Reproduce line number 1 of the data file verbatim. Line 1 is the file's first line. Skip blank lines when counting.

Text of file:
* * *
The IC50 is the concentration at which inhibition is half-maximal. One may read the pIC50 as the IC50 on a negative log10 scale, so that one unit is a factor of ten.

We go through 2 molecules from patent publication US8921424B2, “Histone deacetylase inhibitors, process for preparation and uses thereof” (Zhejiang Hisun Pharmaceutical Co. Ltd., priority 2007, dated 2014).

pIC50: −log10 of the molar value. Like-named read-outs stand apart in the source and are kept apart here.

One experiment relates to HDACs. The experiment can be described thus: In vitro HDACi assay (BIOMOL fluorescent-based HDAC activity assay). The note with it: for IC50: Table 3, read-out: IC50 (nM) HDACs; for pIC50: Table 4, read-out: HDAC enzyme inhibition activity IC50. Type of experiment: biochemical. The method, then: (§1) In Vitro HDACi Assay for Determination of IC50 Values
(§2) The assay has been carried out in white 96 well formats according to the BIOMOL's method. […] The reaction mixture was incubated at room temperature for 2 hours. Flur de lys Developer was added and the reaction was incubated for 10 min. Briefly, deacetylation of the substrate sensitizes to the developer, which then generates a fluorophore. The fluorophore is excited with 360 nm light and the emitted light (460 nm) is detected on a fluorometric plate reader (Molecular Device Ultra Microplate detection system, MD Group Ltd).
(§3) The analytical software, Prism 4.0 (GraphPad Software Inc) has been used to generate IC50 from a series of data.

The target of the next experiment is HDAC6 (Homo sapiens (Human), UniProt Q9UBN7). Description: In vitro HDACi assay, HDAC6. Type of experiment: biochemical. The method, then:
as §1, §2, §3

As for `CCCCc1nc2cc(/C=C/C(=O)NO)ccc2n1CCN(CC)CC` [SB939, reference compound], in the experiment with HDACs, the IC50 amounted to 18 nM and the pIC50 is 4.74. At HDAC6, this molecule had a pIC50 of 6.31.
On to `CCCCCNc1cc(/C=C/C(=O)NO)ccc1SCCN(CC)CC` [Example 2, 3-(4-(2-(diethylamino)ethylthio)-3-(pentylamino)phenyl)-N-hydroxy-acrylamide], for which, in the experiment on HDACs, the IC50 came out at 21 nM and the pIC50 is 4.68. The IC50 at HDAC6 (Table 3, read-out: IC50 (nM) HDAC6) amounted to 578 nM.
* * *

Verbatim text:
The IC50 is the concentration at which inhibition is half-maximal. One may read the pIC50 as the IC50 on a negative log10 scale, so that one unit is a factor of ten.